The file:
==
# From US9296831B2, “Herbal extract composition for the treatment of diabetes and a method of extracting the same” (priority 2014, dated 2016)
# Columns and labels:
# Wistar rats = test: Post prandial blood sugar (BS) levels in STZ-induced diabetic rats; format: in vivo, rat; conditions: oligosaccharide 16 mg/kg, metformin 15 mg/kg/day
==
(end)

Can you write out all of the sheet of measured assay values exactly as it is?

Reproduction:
# From US9296831B2, “Herbal extract composition for the treatment of diabetes and a method of extracting the same” (priority 2014, dated 2016)
# Columns and labels:
# Wistar rats = test: Post prandial blood sugar (BS) levels in STZ-induced diabetic rats; format: in vivo, rat; conditions: oligosaccharide 16 mg/kg, metformin 15 mg/kg/day